The new CKA 2020 for Kubernetes v1.19 blueprint has an objective to, “Use Kubeadm to install a basic cluster.” While I haven’t taken the CKA v1.19 exam yet, based on the exam environment from Linux Foundation (image below), it doesn’t appear that creating a brand new cluster will be necessary in the exam. Instead, cluster ik8s is missing a node and I assume the task will involve gathering the information to add the node to the cluster.
Installing Kubernetes v1.19 with Kubeadm
I’m not sure how detailed the cluster creation process will be on the CKA exam will be but I will be starting from the point that Docker is installed and
kubectl need to be downloaded and installed. We’ll do that with the following steps:
sudo apt update && sudo apt install -y apt-transport-https curl
Get Google’s GPG Key for Kubernetes Repository
curl -s https://packages.cloud.google.com/apt/doc/apt-key.gpg | sudo apt-key add -
Add Kubernetes Source to apt
cat <<EOF | sudo tee /etc/apt/sources.list.d/kubernetes.list deb https://apt.kubernetes.io/ kubernetes-xenial main EOF
Update apt and install kubelet, kubeadm, and kubectl
sudo apt update && sudo apt install -y kubelet kubeadm kubectl (optional) sudo apt-mark hold kubelet kubeadm kubectl
Initialize Kubernetes Cluster on Control Plane Node
Then we’ll simply run
sudo kubeadm init. This simple command is very powerful and loaded! In short, it downloads, installs, and configures kube-scheduler, kube-proxy, kube-controller-manager, kube-apiserver, etcd, and coredns, generates certificates and keys. Full details on kubeadm init process can be found in the Kubernetes documentation.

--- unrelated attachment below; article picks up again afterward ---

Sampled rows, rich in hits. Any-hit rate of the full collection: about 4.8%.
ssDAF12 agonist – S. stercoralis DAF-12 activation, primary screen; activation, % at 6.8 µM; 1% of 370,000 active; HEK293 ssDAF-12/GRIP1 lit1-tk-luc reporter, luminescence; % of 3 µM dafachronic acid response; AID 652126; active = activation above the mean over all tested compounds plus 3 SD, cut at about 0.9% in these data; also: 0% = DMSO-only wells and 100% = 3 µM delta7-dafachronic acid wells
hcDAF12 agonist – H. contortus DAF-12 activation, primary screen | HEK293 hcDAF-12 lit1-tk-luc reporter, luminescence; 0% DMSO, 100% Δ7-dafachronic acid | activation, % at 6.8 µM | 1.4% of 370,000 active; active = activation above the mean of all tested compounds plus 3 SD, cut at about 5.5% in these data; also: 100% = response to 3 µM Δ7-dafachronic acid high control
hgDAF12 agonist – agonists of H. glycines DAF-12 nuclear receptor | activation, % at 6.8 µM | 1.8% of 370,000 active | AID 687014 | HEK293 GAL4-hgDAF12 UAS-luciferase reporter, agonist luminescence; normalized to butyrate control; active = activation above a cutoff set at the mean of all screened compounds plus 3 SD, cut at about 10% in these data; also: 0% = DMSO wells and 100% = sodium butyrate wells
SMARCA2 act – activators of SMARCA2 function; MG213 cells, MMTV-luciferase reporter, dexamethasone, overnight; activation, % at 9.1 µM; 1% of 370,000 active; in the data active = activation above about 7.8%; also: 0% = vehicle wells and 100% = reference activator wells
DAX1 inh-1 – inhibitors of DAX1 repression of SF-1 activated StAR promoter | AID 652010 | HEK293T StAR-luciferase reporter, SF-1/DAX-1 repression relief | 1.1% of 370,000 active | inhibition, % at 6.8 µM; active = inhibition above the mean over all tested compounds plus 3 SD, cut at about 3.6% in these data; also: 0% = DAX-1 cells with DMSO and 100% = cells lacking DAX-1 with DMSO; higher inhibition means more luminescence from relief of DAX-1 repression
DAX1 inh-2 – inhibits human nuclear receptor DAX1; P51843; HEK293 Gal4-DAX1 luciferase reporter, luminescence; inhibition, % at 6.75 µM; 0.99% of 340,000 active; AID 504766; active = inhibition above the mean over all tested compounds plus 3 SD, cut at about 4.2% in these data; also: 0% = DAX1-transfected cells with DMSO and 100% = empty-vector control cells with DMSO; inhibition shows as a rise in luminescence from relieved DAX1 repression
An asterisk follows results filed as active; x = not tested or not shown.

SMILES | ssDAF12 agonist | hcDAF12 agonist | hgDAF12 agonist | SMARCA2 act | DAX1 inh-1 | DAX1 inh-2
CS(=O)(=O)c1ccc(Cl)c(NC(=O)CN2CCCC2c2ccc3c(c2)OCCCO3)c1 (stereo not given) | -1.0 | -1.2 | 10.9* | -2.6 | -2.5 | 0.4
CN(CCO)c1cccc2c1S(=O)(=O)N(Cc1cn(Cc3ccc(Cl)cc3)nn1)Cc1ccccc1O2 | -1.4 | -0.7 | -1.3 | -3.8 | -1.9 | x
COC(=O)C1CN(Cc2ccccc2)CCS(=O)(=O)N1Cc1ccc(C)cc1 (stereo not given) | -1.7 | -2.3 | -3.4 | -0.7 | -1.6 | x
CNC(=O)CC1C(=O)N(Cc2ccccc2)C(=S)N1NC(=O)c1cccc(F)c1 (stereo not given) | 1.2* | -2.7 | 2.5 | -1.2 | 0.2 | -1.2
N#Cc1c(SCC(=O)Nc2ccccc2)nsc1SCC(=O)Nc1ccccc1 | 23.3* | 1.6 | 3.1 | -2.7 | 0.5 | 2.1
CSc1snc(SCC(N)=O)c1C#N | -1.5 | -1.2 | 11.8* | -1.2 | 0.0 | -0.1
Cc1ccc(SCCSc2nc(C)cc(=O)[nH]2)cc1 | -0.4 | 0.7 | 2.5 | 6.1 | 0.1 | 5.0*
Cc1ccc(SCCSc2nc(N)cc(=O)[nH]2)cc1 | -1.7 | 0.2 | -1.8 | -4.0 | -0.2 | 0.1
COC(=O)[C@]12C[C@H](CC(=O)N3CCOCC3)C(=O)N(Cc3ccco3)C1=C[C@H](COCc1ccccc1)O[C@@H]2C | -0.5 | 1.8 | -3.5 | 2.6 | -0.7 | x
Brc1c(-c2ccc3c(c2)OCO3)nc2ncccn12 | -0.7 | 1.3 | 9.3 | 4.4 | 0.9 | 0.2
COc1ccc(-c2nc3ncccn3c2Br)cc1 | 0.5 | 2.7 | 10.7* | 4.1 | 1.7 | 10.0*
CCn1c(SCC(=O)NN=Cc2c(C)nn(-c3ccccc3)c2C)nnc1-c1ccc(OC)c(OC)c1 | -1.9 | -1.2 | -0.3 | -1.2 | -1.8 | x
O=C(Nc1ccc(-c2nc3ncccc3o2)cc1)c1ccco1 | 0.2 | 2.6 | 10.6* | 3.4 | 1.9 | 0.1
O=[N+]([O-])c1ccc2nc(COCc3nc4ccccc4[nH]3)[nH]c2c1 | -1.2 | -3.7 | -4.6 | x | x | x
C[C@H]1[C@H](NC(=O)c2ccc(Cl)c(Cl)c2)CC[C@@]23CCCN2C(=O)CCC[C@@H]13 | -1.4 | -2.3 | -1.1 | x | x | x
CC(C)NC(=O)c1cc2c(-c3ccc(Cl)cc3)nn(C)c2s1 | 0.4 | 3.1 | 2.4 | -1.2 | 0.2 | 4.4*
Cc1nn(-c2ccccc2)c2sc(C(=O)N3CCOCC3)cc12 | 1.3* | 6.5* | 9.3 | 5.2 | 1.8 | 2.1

Upon completion, you’ll see:
Your Kubernetes control-plane has initialized successfully! To start using your cluster, you need to run the following as a regular user: mkdir -p $HOME/.kube sudo cp -i /etc/kubernetes/admin.conf $HOME/.kube/config sudo chown $(id -u):$(id -g) $HOME/.kube/config You should now deploy a pod network to the cluster. Run "kubectl apply -f [podnetwork].yaml" with one of the options listed at: https://kubernetes.io/docs/concepts/cluster-administration/addons/ Then you can join any number of worker nodes by running the following on each as root: kubeadm join 192.168.1.117:6443 --token 29wfr4.u88qkj7at954cnij \ --discovery-token-ca-cert-hash sha256:2aefd220fd9e1a1ad7e15cc68c1f0d3331a07858cf676c8e4f15611b87801b26
The output illustrates 3 important steps that are necessary post-configuration:
These steps assume the user has never administered a Kubernetes cluster before and thus needs a
$HOME/.kube directory for kubeconfig. It also copies
/etc/kubernetes/admin.conf that was created as a template for the kubeconfig to that local directory and changes the ownership to match the local user. Without this step, it won’t be possible to communicate with kube-apiserver. I wrote a little more about kubeconfig in a previous post.
mkdir -p $HOME/.kube sudo cp -i /etc/kubernetes/admin.conf $HOME/.kube/config sudo chown $(id -u):$(id -g) $HOME/.kube/config
Set Up Pod Networking
There’s a myriad of container network interfaces (CNIs) that can be configured in a Kubernetes cluster. For the exam, you should know at least one if the question asks you to configure a CNI in the cluster. Most recommend weave for the CKA since you can find (and bookmark!) the URL for the weave YAML in Kubernetes documentation. Let’s use that:
kubectl apply -f "https://cloud.weave.works/k8s/net?k8s-version=$(kubectl version | base64 | tr -d '\n')"
serviceaccount/weave-net created clusterrole.rbac.authorization.k8s.io/weave-net created clusterrolebinding.rbac.authorization.k8s.io/weave-net created role.rbac.authorization.k8s.io/weave-net created rolebinding.rbac.authorization.k8s.io/weave-net created daemonset.apps/weave-net created
Inspecting the pods in kube-system, we can see that weave-net pods are running:
That’s all there is to installing a Kubernetes cluster with kubeadm! In part 2, we’ll add a node to the cluster.
Questions or comments? Please comment below or find me on Twitter: @bdwill